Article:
Aging in the 21st Century

aging

Over 10,000 baby boomers are turning 65 every day, and the fastest growing demographic in the U.S. is women over the age of 85, according to the 2015 White House Conference on Aging. Thorndike Press and Library Journal are partnering for a 60-minute webinar to discuss how libraries can support their aging communities in the 21st Century. One of the speakers is Wendy Pender, who presented at PLA this year on this very topic! We hope you can join us to discuss this important issue so we can all be more supportive of this growing group of our population.

43rd annual Alberta Association of Library Technicians Conference

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Plans are underway for the 43rd annual Alberta Association of Library Technicians Conference to be held in beautiful Banff, Alberta from April 20-23, 2017 at the Banff Park Lodge Resort & Conference Centre!

The 2017 theme, “Bringing It All Together”, expresses the idea that library technicians / library personnel use various concepts, tools, and resources with a focus on collaboration, creativity and communication, not only to fulfill their duties as technicians but also in their daily lives.

Interesting speakers, fascinating keynotes, and fun filled tours are being booked as we speak! Keep checking the conference website (https://www.regonline.com/aaltconference2017) as new items will be posted as they are confirmed.

If you think that you’d like to be a speaker at the conference, check out our call for speakers information at https://www.regonline.com/builder/site/tab2.aspx?EventID=1868237

We hope to see you all in Banff, AB for AALT’s 43rd Conference April 20-23, 2017!

Marcia Holmes & Melanie Belliveau AALT 2017 Conference Co-Chairs: conference@aalt.org

 

Teen Book Buzz

Get ahead of the curve and discover the latest and greatest hot reads during SLJ’s 2016 Teen Book Buzz webcast! Join us in conversation with Albert Whitman & Company, Harlequin TEEN, Houghton Mifflin Harcourt Books, and Sourcebooks about their most buzz-worthy titles coming out this fall. You’ll hear about some can’t miss new reads, from a novel about a teen witch grappling with her magic abilities to speculative fiction about a boy who gets the chance to reignite a relationship with his girlfriend—by resurrecting her from the dead with the help of cloning and memory implantation. Tackling everything from sports to bullying to romance, these selections are loaded with teen appeal. Don’t miss out!

https://event.on24.com/eventRegistration/EventLobbyServlet?target=reg20.jsp&partnerref=SLJEmailemail1bookbuzz160908&eventid=1254428&sessionid=1&key=2B54B723D88FBEFB2D346B9020F9166D&regTag=&sourcepage=register

 

ATTENTION STUDENTS: The Education Institute wants to hear your ideas!

Do you have an interesting topic that you’d like to share with library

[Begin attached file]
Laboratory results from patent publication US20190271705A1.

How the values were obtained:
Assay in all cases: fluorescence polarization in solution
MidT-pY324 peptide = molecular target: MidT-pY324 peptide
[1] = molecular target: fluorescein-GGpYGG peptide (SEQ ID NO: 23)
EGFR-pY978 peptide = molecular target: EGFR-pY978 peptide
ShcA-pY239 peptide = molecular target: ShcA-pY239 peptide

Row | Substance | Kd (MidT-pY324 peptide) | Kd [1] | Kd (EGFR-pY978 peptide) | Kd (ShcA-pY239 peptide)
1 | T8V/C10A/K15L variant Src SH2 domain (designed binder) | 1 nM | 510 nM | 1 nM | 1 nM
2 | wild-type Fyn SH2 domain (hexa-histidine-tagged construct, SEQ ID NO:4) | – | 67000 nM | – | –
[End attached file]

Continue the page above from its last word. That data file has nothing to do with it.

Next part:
professionals across Canada? Looking for a way to boost up your CV? Would

you like to gain experience speaking to virtual groups? The Education Institute is

seeking speakers to conduct webinars that would be of interest to Canadian

information professionals.

We value student research and want your voice to be heard. As the next

generation of library professionals, this is a wonderful opportunity to share your

research with people in the field and foster connections between academic

schools and professionals.

Interested students are encouraged to submit their proposal using the web

form: http://bit.ly/1k57ctj

Student speakers will be a part of our “Bright Young Minds” webinar series.

Each speaker will receive an honorarium. The webinars included in this series

are free for all association members to join.

 

Thanks Adopt-a-Street NWTLA Volunteers

It was a beautiful day and the park was surprisingly clean when we arrived, but nonetheless NWTLA Adopt-A-Street volunteers donned their gloves and got to work. Following up with a small social gathering, it was a great chance to network, have fun, and all for a good cause. For more information about the Adopt-A-Street program check out the City of Yellowknife website.

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(Also thanks to Carolynn Kobelka for taking the group shot!)

A Special Thanks to our NWT Library Association Gumboots Rally Volunteers

“NWTLA jumps in with gumboots a-hopping at the 24th Annual Gumboot Rally. The NWTLA Seuss-Mania team has five members – Trudy Joosse, Erin Palmer, Francine Dennis, Elizabeth Ferch, Brenda MacLeod. The Seuss-Mania team raised funds for the Yellowknife Association for Community Living.  Fun was had by all members as we tossed gumboots, tossed items into gumboots and generally had a gumboot-good time.   The bouncy team is looking forward to 2017 – the 25th anniversary of the Gumboot Rally.  For more information, contact the Yellowknife Association for Community Living – http://www.ykacl.ca.  The more teams the merrier.” – Brenda MacLeod

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BACK (left to right): Elizabeth Ferch, Brenda MacLeod, Trudy Joose, Francine Dennis FRONT: Erin Palmer

Seuss-Mania raised $405. Way to go!!!

Know Your NWT Library History: Editorial from Alison Welch 1986

The following was written by Alison Welch, editor of the Snowshoe, NWTLA’s Newsletter, 30 years ago…

Editorial: Canadian Library Yearbook

After sitting at my desk very unproductively through several lunch hours trying to come up with a topic for an editorial, I finally gave up and decided to browse therough the second edition of Canadian Library Yearbook (mainly because it has a bright cover and was right under my nose!). I know it isn’t high on everyone’s bedtime reading, but it contains some fascinating information. Apart from the directory of Canadian libraries, for which I am sure the Yearbook gets most use, it is a veritable el dorado of library statistics (useful and otherwise). And for once, the NWT has not been totally excluded.